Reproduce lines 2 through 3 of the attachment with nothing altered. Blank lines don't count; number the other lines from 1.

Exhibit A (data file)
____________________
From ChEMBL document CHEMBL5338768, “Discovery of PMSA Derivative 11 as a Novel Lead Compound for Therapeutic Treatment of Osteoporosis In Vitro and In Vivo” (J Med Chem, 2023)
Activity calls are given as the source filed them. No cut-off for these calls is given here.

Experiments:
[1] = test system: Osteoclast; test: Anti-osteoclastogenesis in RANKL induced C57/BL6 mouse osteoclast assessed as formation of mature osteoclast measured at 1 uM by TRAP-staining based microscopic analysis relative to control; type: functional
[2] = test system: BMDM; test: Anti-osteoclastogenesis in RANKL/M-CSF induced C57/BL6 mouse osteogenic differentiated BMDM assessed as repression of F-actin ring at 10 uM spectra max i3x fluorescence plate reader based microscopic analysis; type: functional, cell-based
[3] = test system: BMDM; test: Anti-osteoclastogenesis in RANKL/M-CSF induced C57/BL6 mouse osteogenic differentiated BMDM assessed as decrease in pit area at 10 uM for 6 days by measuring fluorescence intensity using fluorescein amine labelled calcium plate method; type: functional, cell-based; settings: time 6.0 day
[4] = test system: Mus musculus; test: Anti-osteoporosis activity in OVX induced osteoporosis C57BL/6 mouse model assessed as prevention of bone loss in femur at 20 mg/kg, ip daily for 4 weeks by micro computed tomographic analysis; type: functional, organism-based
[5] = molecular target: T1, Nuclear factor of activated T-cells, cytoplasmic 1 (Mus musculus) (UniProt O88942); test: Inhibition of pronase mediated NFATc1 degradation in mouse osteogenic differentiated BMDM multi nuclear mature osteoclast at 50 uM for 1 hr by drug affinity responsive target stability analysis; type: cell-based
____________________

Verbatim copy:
Activity calls are given as the source filed them. No cut-off for these calls is given here.

Experiments: